Prof. Daniel Genkin
Daniel Genkin’s research interests are in cryptography and system security. He is interested in both theory and practice with particular interests in side-channel attacks, hardware security, cryptanalysis, secure multiparty computation (MPC), verifiable computation and SNARKS.
He is currently an Assistant Professor at the Department of Electrical Engineering and Computer Science at the University Of Michigan. Before that, he was a Postdoctoral Fellow at the University of Pennsylvania and the University of Maryland, where he was hosted by Prof. Nadia Heninger and Prof. Jonathan Katz. Previously he has been a Ph.D student at the Computer Science Department in the Technion — Israel’s Institute of Technology where he was co-advised by Prof. Yuval Ishai and Prof. Eran Tromer.
The architecture and security communities will remember 2018 as the year of Spectre and Meltdown. Speculative execution, which has been considered for decades to be a harmless and valuable performance feature, has now been discovered as having dangerous industry-wide security implications, affecting operating systems, browsers, virtual machines, trusted execution environments (SGX), as well as others.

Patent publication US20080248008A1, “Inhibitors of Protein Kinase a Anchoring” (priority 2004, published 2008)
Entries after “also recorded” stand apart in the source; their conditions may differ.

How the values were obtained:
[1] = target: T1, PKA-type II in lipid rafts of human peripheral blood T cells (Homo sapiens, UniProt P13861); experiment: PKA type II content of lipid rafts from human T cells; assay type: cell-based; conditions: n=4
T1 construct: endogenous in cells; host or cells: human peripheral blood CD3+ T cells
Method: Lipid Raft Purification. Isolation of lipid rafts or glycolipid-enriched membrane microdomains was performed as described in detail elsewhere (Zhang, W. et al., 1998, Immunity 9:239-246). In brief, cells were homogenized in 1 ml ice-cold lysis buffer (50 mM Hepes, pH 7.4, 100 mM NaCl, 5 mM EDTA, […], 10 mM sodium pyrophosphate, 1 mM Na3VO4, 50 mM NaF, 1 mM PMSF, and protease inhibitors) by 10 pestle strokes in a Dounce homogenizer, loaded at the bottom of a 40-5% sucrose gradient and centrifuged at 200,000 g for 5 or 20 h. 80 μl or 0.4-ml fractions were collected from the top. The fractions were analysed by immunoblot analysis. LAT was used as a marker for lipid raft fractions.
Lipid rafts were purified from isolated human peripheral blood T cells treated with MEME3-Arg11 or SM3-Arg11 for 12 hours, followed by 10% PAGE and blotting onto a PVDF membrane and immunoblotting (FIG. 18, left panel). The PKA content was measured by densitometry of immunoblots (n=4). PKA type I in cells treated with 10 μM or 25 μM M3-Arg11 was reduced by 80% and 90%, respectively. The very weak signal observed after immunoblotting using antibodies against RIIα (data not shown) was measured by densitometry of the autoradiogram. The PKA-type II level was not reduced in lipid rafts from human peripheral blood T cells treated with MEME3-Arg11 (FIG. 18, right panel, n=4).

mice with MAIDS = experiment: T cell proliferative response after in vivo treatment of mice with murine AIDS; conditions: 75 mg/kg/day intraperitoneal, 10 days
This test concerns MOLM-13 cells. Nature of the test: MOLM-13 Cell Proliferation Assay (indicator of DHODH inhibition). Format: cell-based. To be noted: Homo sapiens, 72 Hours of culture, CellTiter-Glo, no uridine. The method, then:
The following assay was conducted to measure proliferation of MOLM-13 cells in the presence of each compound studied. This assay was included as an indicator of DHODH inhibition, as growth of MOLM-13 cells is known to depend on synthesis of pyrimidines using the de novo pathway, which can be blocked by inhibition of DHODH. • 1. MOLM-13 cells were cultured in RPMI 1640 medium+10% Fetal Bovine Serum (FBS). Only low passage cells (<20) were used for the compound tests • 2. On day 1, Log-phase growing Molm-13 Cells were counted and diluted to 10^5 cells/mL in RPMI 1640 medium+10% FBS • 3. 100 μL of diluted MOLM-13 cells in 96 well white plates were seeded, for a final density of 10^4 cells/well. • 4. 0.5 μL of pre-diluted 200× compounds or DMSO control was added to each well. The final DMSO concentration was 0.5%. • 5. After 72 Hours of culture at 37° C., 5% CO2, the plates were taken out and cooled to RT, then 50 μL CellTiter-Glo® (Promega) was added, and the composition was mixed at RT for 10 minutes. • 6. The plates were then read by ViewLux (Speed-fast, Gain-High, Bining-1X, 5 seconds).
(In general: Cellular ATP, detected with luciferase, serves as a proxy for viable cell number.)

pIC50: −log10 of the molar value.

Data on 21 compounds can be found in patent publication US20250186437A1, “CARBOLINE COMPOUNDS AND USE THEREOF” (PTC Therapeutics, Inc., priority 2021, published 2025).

In this talk, I will cover the ideas behind the recent Spectre, Meltdown and Foreshadow attacks as well as their implications on computer security. I will also discuss defenses and future work. The talk will be self-contained and include live demonstrations.